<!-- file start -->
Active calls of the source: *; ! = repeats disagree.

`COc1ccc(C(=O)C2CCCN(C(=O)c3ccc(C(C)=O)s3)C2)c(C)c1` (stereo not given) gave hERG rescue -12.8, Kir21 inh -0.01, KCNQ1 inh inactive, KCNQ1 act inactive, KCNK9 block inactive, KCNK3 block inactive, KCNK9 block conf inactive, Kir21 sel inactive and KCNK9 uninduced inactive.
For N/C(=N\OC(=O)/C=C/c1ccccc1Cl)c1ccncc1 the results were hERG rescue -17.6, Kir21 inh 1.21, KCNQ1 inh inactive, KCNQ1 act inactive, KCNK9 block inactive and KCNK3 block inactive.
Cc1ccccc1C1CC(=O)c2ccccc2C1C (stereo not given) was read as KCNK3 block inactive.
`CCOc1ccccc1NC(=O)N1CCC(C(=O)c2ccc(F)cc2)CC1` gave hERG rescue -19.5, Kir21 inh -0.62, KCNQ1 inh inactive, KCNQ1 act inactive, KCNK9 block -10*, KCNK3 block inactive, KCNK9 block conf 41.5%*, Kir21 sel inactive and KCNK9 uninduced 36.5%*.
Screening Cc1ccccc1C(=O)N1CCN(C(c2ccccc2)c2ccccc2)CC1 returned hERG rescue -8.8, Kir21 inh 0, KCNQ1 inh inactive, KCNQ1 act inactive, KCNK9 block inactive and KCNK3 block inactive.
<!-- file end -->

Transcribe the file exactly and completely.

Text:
Active calls of the source: *; ! = repeats disagree.

`COc1ccc(C(=O)C2CCCN(C(=O)c3ccc(C(C)=O)s3)C2)c(C)c1` (stereo not given) gave hERG rescue -12.8, Kir21 inh -0.01, KCNQ1 inh inactive, KCNQ1 act inactive, KCNK9 block inactive, KCNK3 block inactive, KCNK9 block conf inactive, Kir21 sel inactive and KCNK9 uninduced inactive.
For N/C(=N\OC(=O)/C=C/c1ccccc1Cl)c1ccncc1 the results were hERG rescue -17.6, Kir21 inh 1.21, KCNQ1 inh inactive, KCNQ1 act inactive, KCNK9 block inactive and KCNK3 block inactive.
Cc1ccccc1C1CC(=O)c2ccccc2C1C (stereo not given) was read as KCNK3 block inactive.
`CCOc1ccccc1NC(=O)N1CCC(C(=O)c2ccc(F)cc2)CC1` gave hERG rescue -19.5, Kir21 inh -0.62, KCNQ1 inh inactive, KCNQ1 act inactive, KCNK9 block -10*, KCNK3 block inactive, KCNK9 block conf 41.5%*, Kir21 sel inactive and KCNK9 uninduced 36.5%*.
Screening Cc1ccccc1C(=O)N1CCN(C(c2ccccc2)c2ccccc2)CC1 returned hERG rescue -8.8, Kir21 inh 0, KCNQ1 inh inactive, KCNQ1 act inactive, KCNK9 block inactive and KCNK3 block inactive.